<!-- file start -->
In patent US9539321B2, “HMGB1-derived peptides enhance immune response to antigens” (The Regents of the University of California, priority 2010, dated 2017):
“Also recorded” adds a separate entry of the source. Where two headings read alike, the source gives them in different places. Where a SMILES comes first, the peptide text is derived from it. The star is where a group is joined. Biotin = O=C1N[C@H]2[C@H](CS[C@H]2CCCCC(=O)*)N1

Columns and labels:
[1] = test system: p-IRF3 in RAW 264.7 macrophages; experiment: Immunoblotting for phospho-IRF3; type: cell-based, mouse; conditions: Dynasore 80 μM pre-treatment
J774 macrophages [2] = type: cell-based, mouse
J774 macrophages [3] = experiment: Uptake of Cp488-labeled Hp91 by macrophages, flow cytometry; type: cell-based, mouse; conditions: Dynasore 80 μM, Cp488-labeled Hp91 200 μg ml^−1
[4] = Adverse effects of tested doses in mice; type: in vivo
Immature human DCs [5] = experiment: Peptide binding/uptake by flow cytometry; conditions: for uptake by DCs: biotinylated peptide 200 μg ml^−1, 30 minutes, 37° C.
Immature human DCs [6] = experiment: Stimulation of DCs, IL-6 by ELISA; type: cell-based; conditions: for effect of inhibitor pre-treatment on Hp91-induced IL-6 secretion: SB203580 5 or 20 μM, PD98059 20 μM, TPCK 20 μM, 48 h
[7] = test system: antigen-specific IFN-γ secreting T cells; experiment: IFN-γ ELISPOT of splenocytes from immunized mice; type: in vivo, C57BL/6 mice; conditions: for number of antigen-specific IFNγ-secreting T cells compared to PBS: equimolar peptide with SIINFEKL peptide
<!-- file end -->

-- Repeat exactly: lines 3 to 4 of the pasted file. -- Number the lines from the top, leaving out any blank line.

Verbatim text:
Columns and labels:
[1] = test system: p-IRF3 in RAW 264.7 macrophages; experiment: Immunoblotting for phospho-IRF3; type: cell-based, mouse; conditions: Dynasore 80 μM pre-treatment